Monday, March 29, 2010

Billet Doux

I have really fallen down on the old blogging lately, though, in my own defense, there has been little time to blog.  This past weekend, I presented a workshop in Fort St. John, BC.  The workshop was well-received, but the participants had a complaint about my blog... apparently, I do not blog often enough.  So, even though I am still on the road, I had to sit down and rectify that situation.

March has been a busy month.  Actually, that is something of an understatement.  It would be more accurate to say that March was an insanely action-packed month.  Workshops, medical appointments, children's theatre and more workshops totally consumed the month, leaving me little or no downtime.  I'm now in Vancouver and looking forward to some of that downtime--a lovely week-long visit with Miss Lexi, with Steve, Julia, and my father-in-law joining us later in the week.  Stanley Park, White Rock, Granville Island, plus all of our favorite little haunts await, and the freedom to knit any old thing that strikes my fancy.  R and R at its finest.

I'm hanging out in my daughter's apartment tonight.  Last night, I was in a lovely home on the banks of the Peace River.  Three weeks ago, I visited two equally lovely homes in Arizona.  I have been billeted a bit lately.

The term billeting comes from an old military tradition of sending a letter (a billet, from the French word for, oddly enough, letter) to a community demanding that soldiers be given rooms in homes there.  Nowadays, it's a more generously offered accommodation, given to out-of-towners for any number of reasons. Billeting is pretty common for those of us who travel to teach in the arts and crafts world and, while there are those who find it awkward or uncomfortable, I love it.

I have been billeted several times, in all sorts of different homes.  Some have been spacious and elaborate.  Some have been cozy and homey.  I have had a private bathrooms and I have shared a bathroom with a family of 5.  I have met spinners, and their husbands, and their kids, their friends, and their dogs, cats, bunnies and birds.  I have eaten wonderful food.  I have been plied with coffee, with wine, with chocolate, and with oatmeal.  I have been taken to favorite restaurants and pubs.  I have been toured around towns and cities and shown the sights, many of which are wonderfully yarny.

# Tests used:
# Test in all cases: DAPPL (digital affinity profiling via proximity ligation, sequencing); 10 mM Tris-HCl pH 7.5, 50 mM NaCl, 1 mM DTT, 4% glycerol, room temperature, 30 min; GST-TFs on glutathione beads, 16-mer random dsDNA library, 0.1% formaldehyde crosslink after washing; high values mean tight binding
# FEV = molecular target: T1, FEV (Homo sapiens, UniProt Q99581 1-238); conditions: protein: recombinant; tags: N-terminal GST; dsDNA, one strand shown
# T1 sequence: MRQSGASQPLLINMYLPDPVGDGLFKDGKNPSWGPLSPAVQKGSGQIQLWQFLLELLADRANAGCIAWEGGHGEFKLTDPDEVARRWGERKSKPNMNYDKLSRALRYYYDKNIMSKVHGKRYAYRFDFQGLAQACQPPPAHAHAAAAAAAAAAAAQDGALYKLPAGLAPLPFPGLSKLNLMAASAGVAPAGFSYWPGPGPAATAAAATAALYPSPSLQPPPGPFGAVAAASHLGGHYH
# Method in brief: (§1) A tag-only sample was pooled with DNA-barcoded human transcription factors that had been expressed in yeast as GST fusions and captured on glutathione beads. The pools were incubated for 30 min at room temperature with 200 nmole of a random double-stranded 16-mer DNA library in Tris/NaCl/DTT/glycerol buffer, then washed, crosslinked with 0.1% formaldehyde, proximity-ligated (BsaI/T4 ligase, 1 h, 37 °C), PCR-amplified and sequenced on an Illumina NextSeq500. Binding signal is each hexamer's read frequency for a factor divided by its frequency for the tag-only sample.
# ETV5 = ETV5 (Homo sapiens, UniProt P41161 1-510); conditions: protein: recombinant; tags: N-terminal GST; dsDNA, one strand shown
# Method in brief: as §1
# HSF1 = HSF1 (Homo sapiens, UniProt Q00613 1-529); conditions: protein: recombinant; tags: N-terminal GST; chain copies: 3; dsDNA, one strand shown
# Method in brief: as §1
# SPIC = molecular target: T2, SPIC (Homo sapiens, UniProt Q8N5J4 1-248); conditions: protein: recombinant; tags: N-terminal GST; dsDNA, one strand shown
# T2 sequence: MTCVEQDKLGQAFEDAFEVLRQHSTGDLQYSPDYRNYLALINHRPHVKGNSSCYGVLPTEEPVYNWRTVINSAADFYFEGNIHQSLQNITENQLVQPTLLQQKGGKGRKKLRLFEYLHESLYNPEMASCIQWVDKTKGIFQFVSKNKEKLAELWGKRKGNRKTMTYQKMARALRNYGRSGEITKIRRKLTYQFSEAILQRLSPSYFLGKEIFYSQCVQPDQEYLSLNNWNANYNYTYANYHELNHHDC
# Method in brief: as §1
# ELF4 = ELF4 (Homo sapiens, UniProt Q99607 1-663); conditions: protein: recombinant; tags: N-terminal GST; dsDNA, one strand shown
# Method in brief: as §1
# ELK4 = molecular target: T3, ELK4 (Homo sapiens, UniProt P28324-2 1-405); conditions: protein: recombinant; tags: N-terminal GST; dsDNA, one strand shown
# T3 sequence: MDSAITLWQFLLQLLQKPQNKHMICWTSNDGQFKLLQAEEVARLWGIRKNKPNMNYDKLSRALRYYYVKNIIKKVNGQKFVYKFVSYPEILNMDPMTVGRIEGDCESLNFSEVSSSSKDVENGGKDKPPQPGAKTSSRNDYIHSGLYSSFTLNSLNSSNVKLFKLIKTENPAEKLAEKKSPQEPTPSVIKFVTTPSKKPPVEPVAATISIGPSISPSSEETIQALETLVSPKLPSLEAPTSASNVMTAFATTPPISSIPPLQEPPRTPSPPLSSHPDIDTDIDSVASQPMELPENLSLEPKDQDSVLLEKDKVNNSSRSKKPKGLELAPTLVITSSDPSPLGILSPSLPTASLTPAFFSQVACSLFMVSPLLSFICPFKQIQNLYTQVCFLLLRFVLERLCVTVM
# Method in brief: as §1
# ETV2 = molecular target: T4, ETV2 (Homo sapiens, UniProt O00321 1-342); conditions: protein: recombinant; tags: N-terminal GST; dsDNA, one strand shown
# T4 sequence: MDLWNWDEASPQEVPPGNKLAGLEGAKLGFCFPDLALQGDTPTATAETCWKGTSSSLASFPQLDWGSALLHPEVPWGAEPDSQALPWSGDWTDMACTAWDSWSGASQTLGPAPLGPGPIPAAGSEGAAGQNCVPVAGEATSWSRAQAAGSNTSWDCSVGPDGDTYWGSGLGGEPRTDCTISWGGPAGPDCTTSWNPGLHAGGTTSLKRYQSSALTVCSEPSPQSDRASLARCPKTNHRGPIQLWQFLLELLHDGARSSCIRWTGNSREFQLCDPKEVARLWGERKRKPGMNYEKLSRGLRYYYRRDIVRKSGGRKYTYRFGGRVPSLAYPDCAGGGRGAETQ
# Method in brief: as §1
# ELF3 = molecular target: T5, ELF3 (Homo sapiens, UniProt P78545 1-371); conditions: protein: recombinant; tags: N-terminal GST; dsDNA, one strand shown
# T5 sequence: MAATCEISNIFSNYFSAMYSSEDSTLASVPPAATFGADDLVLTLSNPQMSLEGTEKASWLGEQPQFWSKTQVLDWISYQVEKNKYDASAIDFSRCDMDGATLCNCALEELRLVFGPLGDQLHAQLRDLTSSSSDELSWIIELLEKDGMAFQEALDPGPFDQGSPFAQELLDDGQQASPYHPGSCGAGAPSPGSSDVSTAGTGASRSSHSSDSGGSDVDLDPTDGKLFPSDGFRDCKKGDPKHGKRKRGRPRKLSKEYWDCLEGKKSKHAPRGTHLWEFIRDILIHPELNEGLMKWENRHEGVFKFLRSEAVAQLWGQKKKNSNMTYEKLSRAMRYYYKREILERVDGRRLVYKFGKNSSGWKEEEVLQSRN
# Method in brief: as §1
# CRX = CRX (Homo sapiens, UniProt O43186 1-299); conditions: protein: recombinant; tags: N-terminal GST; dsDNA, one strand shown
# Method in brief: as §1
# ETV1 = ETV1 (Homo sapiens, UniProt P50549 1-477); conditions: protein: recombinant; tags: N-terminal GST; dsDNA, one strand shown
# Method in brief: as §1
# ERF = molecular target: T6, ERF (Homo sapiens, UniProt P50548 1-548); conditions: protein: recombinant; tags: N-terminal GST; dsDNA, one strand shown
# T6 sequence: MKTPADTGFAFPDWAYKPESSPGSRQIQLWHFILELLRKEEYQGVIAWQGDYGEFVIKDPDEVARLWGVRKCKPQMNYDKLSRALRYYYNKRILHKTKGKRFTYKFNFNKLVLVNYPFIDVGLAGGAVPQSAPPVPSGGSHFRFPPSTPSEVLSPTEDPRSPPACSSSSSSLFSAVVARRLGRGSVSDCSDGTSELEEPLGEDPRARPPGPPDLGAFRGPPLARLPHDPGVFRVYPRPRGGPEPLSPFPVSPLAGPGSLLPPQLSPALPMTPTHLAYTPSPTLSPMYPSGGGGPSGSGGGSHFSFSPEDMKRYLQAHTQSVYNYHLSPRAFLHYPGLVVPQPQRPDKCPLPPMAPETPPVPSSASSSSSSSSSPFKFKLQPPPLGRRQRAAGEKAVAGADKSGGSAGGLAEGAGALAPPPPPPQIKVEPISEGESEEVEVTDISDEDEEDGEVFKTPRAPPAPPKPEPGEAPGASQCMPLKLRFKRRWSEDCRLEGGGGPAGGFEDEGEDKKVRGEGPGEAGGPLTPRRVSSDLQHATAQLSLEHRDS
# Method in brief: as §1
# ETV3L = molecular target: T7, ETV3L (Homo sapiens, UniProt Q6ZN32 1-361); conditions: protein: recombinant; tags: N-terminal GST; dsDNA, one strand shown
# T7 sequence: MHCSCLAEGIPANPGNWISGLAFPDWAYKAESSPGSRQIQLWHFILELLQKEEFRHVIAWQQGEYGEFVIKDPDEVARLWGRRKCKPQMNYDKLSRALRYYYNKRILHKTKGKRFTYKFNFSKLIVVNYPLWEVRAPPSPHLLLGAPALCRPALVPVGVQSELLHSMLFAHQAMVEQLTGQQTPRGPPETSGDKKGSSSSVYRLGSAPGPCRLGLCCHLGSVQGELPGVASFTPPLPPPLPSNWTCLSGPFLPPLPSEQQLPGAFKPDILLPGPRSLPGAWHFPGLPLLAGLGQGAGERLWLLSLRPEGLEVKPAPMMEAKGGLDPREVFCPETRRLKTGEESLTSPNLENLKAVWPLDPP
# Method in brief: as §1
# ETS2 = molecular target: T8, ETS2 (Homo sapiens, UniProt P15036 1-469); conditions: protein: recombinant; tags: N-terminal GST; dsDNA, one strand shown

I have had my several billets in the last few years, and they have all been wonderful in some way or another.   The generosity of those who open their homes to visiting instructors is amazing.  Non-coffee-drinkers get coffee in.  I jokingly tell someone that I am partial to cake, and a cake is baked.   Night-owls get up early in the morning to make sure I get a good breakfast before the workshop.  Red wine flows like water.  (Seriously, I am somewhat concerned that the entire spinning community in North America will one day be washed away by a red wine tsunami.  I'm pretty sure we keep several vineyards in business, just us spinners!)  And everyone who acts as hostess does so willingly, with great joy and enthusiasm.  I love these people!

Don't get me wrong--hotels are nice, too.  But there is something that just warms the cockles of my heart about being invited into someone's home, into their life, even just for a day or two.

The word billet also appears in the French phrase "billet doux", which means love letter.  So tonight I am sending a love letter to all those wonderful who have hosted me in their homes over the past few years, and to those that I hope will do so in the future.  Thank you for your generosity, your kindness, your candidness, and your beds.  You have enhanced each of my travel experiences by sharing your lives with me, and I appreciate it more than I can ever say.

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